Meet Tad & Kate: Two huggable, lovable musicians that sing songs for the whole family in perfect two part harmony. You know, if your family is into songs about plane crashes, kidnapping, hobos, karaoke superstars and exhuming celebrity corpses. But then, whose isn’t?
Let’s face it, I knew this was going to be good before I even walked into The Rosebud. I’ve seen enough of Tad and Kate in Sidewalk Driver to know they weren’t going to half-ass this thing. They didn’t. It was great. I can’t wait to see them again. That’s it.
Here’s Nate Leavitt, his guitar, his harmonica and a heartfelt song.
Nate Leavitt celebrated the release of Inference, his new EP, with a fantastic night of music at The Rosebud. It was a multi-set affair for Mr. Leavitt, his guitar and his harmonica. He was even joined by Dan Nicklin of OldJack for a couple of songs.*
*Nate returned the favor by performing with the members of OldJack. More on that later…
I Hate New York
It took me 2 minutes and 42 seconds to take a liking to Brendan Boogie’s I Hate New York EP. You see, at exactly that moment in the title track there is a killer multi-part harmony that completely surrounds you. It’s mesmerizing. The song has a Simon & Garfunkel feel to it, with an arrangement that reminds me of “The Boxer” at times.
Brendan Boogie continues the shaking off of his bubblegum pop persona with this release. His originals have taken on a darker tone. Songs titles like “I Want To Be Rented” and “Empty” are reflective of their lyrical content. I Hate New York closes with a well arranged cover of Dire Straits’ “So Far Away” that finds Mr. Boogie accompanied by acoustic guitar, viola, harmonium and glockenspiel.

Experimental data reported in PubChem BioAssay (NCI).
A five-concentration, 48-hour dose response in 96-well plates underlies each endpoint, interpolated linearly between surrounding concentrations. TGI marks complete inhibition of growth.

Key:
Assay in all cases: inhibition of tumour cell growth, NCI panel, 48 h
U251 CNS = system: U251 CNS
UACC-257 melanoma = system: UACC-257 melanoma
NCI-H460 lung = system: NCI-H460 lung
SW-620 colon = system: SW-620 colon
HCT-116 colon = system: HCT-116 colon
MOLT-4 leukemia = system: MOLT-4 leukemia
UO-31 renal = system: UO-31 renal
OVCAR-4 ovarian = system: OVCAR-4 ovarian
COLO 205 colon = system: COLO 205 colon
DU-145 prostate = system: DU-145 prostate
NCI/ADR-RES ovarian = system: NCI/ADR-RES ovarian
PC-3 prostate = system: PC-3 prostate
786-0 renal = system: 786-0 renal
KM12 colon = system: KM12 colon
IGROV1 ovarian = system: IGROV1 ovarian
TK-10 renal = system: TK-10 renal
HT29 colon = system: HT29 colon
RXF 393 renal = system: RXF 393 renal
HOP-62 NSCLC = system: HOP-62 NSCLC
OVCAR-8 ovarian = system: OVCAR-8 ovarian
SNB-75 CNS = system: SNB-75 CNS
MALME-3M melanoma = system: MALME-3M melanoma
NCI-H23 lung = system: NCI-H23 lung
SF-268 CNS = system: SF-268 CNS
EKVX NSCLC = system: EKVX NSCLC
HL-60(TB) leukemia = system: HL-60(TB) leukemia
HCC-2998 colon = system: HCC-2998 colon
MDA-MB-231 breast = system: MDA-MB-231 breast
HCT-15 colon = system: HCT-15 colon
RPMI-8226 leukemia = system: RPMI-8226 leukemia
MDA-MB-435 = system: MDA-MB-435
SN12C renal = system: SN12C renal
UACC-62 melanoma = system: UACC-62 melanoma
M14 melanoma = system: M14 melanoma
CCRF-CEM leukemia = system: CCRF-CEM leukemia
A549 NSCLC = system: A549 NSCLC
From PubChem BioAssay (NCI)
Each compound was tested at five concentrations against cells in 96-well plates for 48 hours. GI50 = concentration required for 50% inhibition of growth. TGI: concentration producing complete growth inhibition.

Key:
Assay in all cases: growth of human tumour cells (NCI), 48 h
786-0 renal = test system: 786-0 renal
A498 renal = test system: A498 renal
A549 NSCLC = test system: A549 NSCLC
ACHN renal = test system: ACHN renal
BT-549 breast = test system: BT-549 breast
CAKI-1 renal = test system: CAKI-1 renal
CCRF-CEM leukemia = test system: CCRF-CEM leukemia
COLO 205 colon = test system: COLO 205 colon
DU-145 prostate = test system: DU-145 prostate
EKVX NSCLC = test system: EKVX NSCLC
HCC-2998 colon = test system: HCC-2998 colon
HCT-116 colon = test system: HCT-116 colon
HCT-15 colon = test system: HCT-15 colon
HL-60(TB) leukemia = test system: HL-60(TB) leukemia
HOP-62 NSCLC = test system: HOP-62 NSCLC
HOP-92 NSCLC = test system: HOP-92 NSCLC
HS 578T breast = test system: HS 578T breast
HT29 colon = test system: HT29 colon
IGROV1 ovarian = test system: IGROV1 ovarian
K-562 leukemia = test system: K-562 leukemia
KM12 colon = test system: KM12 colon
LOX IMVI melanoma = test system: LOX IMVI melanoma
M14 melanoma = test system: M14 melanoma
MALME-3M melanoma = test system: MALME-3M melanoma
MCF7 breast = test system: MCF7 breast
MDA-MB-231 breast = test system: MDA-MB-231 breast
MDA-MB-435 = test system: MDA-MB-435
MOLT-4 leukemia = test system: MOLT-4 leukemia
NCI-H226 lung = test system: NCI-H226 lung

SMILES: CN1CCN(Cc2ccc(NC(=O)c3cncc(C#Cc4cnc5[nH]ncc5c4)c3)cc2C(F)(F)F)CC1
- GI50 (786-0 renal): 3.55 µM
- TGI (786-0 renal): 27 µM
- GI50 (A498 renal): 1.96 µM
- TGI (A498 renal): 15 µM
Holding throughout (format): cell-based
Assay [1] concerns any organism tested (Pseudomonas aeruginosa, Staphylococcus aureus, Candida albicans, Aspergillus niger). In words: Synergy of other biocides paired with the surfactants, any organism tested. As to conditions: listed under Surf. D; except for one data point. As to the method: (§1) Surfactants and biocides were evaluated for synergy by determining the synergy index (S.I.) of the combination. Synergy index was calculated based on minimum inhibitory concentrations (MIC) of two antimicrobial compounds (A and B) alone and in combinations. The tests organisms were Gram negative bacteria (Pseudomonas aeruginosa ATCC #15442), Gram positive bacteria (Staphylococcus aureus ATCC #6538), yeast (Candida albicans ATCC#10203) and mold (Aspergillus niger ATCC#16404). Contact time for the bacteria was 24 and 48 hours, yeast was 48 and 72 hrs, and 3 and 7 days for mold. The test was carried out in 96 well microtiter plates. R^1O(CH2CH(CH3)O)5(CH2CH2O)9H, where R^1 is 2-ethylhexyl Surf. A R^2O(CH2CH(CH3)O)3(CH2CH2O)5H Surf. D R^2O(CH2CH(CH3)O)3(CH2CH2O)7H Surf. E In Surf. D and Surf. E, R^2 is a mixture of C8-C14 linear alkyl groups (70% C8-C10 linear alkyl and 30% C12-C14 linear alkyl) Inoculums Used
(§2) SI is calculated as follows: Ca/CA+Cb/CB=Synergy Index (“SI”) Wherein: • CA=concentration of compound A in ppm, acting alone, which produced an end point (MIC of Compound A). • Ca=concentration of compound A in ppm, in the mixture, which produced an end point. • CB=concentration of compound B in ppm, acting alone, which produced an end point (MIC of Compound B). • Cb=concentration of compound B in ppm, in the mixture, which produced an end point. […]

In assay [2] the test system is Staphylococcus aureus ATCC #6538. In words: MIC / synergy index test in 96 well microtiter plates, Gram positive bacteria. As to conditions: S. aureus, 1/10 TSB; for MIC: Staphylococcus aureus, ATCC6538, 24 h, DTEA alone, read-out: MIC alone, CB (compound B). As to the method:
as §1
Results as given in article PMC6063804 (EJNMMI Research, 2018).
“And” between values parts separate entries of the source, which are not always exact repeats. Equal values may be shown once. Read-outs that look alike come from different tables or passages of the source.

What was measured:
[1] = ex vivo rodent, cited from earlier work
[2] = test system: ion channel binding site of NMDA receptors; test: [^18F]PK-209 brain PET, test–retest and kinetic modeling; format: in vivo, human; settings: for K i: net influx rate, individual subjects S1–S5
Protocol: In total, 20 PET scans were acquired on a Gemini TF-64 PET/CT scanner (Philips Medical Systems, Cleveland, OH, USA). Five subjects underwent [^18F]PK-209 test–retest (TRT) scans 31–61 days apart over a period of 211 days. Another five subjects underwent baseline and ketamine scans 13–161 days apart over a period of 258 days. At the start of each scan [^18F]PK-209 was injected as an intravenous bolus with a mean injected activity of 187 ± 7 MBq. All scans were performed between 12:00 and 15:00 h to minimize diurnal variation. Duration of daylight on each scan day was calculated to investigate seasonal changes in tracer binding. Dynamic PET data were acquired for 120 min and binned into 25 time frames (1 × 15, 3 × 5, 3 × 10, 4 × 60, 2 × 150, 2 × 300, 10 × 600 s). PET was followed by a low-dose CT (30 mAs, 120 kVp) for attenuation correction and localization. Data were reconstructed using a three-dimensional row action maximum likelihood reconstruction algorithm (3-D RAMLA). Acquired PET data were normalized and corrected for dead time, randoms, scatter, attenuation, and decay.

Where to get it:
When I posted up the pictures from this show, I commented on the enthusiasm and wit with which Davina Yannetty performs both her original material and cover songs. Here is an example of the latter. An example of the former can be found here.
The Fagettes, Vol. 2
I can’t get enough of The Fagettes. They’re a blast of stale, musty air in an oxygen tent. This is a band that makes you realize just how sterile things have become.
The Fagettes, Vol. 2 picks up right where their first EP left off. The band delivers four more garage rock nuggets with reckless abandon. It’s a crackin’ mix of Tommy James & The Shondells, The Velvet Underground, The Kinks, X and The Troggs.
Wanna feel good? Listen to The Fagettes.
Where to get it:
You know all of those photos I’ve been posting all week of Space Balloons, The Bella Birds and Craig Robertson? None of them would be up here without the hard work of Davina Yannetty.
Davina is the woman behind the Uke-Arist series. She’s a powerhouse vocalist and a ukulele assassin (oh, and a killer piano player). She performs covers and her own material with equal passion and wit. She’s impossible to ignore. Thankfully, you’d never want to do that.
On Balloononia, arguments are settled differently than they are here on earth. In this video, Space Balloons tell you how it’s done where they come from.
Kids music played at 11pm in a bar? Must be Space Balloons.
I have to admit I was quite excited that Space Balloons were performing as part of Uke-Arist II. I wanted to see what kind of nonsense this trio could stir up. I was not disappointed. There were songs about reading to mustaches, square grapes, hovercrafts full of eels, hug wars, balloons in lagoons, life on Balloononia and dessert for breakfast.
I laughed.* I cried.** I watched Richard Bouchard chase Navigator Joe around the bar with a giraffacrockasomethingorother.*** I took some pictures. I had a good time.
* I did.
** I did not.
*** This almost made me laugh so hard that I cried. Alas, I did not (see **).
Nate Leavitt’s new solo EP is a somber affair. The four songs that make up Inference are built around Nate’s acoustic guitar and intimate vocals. “My End” is nicely augmented by tremolo and slide guitars. “Alone Together” and “Won’t You Be Mine” both feature a touch of piano to go with their feelings of longing and vulnerability. The songs are heartfelt and personal in both their nature and delivery.
“The World Today” stands out as a beautiful contradiction. The song’s sunny melody and major chord progression are tempered by its world-weary sentiment. It’s a work of profound simplicity. This is the sound of innocence lost.
Where to get it: